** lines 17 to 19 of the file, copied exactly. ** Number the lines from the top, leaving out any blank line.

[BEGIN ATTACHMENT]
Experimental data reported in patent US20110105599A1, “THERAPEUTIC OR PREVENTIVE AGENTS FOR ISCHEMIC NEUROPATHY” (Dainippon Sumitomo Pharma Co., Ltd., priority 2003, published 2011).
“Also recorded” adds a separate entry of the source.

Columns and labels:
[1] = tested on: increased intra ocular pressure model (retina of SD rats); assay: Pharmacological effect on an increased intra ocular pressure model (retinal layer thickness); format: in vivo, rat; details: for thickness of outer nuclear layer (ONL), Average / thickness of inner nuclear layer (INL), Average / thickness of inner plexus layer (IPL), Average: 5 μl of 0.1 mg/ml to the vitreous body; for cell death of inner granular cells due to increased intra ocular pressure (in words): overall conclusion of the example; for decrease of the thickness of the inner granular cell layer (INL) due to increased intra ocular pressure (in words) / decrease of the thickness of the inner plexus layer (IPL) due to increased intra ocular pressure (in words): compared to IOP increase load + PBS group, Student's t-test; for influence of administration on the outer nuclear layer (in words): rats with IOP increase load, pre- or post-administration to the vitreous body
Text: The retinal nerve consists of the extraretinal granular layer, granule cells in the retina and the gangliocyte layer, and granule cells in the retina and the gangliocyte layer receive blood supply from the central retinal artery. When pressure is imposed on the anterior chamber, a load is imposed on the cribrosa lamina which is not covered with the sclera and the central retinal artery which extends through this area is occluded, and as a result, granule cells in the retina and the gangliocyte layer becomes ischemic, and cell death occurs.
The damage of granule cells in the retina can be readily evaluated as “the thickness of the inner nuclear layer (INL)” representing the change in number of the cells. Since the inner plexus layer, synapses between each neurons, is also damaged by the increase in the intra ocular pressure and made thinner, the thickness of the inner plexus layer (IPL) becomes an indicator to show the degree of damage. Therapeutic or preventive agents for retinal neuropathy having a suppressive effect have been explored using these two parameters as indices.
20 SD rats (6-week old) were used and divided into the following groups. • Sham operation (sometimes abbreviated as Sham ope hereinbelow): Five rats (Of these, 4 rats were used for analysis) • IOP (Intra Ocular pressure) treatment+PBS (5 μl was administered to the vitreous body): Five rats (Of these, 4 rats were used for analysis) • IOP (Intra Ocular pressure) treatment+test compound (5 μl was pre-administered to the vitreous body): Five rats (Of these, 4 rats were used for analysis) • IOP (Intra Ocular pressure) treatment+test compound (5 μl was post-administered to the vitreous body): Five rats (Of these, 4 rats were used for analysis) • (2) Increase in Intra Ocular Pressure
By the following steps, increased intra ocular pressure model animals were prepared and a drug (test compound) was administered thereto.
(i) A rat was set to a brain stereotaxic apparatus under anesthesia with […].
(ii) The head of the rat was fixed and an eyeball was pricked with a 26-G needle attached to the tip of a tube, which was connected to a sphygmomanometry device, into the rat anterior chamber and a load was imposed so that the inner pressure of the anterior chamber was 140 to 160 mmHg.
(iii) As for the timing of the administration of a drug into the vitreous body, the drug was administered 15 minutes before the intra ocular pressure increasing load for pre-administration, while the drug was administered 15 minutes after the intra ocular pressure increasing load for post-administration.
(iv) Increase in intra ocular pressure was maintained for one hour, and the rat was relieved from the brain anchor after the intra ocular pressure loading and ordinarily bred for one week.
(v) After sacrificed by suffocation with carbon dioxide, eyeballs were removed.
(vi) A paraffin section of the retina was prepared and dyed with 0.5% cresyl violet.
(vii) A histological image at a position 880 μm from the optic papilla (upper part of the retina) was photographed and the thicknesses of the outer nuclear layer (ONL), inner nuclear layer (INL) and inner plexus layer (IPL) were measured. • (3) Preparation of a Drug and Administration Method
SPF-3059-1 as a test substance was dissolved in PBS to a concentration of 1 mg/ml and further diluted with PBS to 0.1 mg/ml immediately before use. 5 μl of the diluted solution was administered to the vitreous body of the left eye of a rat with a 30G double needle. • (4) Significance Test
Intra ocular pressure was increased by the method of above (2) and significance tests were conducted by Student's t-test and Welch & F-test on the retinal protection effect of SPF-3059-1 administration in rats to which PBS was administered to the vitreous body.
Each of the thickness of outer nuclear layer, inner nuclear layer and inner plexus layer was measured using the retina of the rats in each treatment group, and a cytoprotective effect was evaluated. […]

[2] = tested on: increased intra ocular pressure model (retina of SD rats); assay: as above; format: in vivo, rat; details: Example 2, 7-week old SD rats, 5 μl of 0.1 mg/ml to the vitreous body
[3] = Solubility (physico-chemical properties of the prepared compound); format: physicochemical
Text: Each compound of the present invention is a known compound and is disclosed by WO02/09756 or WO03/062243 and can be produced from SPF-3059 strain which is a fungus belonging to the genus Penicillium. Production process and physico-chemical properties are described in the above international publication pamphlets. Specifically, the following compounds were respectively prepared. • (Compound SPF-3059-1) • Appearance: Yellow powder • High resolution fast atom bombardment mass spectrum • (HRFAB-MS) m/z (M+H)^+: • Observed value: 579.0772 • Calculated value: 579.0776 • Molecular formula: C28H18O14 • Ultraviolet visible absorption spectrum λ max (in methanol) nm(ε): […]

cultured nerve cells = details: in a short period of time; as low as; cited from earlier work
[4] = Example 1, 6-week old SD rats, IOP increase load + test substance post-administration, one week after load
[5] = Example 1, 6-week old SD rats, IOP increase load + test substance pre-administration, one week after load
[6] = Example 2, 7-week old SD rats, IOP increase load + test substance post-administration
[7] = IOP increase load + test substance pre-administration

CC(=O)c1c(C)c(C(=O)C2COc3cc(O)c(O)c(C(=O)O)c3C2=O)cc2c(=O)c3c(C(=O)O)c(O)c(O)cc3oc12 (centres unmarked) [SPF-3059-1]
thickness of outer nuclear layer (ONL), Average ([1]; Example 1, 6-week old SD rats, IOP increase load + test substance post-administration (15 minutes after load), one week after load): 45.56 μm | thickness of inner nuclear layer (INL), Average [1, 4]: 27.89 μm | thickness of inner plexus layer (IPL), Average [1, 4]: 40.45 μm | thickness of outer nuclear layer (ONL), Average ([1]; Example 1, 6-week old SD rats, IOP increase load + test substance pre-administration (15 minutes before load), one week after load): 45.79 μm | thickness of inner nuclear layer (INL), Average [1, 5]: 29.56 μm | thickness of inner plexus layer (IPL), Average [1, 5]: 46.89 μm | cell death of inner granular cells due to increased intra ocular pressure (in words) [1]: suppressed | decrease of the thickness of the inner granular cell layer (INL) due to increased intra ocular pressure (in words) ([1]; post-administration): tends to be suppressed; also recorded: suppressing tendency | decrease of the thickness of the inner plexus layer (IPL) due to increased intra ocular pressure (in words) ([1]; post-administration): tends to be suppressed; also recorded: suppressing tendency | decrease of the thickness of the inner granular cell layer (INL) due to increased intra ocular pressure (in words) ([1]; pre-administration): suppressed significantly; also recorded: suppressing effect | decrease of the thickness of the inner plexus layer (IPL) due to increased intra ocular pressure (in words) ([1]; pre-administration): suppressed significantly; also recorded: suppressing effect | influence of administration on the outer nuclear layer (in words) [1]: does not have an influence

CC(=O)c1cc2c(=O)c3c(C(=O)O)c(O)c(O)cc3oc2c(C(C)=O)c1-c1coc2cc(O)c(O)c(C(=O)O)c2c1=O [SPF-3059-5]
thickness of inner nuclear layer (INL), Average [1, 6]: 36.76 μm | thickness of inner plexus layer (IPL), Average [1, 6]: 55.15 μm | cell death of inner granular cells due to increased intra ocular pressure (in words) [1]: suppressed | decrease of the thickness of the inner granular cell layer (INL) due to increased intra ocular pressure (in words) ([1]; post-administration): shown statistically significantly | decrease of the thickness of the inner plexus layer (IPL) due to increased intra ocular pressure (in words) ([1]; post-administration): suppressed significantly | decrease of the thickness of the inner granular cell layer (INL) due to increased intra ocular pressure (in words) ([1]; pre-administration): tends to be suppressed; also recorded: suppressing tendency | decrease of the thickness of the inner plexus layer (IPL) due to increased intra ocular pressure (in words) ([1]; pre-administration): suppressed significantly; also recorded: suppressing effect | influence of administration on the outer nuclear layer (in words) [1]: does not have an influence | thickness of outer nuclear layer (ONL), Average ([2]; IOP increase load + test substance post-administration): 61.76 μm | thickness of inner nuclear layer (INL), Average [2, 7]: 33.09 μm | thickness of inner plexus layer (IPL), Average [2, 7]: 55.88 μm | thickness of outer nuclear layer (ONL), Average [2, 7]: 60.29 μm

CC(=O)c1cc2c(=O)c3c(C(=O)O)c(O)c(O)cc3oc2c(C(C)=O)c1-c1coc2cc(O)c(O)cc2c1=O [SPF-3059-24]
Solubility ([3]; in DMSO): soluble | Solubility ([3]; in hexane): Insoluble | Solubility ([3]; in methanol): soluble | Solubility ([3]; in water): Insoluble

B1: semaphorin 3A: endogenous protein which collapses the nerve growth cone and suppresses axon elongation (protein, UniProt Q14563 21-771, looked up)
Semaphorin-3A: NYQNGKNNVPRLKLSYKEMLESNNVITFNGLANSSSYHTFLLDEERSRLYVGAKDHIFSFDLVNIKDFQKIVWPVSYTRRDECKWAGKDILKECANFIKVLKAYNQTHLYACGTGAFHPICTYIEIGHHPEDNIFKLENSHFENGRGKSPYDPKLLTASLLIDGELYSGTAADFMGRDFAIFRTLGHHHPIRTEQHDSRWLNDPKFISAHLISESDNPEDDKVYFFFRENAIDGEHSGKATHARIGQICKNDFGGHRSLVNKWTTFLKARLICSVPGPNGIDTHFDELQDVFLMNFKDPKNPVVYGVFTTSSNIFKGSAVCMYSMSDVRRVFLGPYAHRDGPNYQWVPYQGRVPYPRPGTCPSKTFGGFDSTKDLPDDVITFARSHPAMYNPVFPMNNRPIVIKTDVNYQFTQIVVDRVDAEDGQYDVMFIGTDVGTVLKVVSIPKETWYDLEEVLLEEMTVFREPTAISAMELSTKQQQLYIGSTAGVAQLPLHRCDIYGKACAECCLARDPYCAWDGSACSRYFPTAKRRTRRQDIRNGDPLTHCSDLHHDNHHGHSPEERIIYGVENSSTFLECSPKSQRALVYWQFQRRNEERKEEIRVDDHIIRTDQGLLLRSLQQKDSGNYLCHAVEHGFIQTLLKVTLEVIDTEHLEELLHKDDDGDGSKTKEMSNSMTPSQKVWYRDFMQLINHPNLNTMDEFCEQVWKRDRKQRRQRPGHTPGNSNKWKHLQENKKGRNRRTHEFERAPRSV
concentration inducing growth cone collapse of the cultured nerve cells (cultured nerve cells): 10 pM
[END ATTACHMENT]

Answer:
Intra ocular pressure was increased by the method of above (2) and significance tests were conducted by Student's t-test and Welch & F-test on the retinal protection effect of SPF-3059-1 administration in rats to which PBS was administered to the vitreous body.
Each of the thickness of outer nuclear layer, inner nuclear layer and inner plexus layer was measured using the retina of the rats in each treatment group, and a cytoprotective effect was evaluated. […]

[2] = tested on: increased intra ocular pressure model (retina of SD rats); assay: as above; format: in vivo, rat; details: Example 2, 7-week old SD rats, 5 μl of 0.1 mg/ml to the vitreous body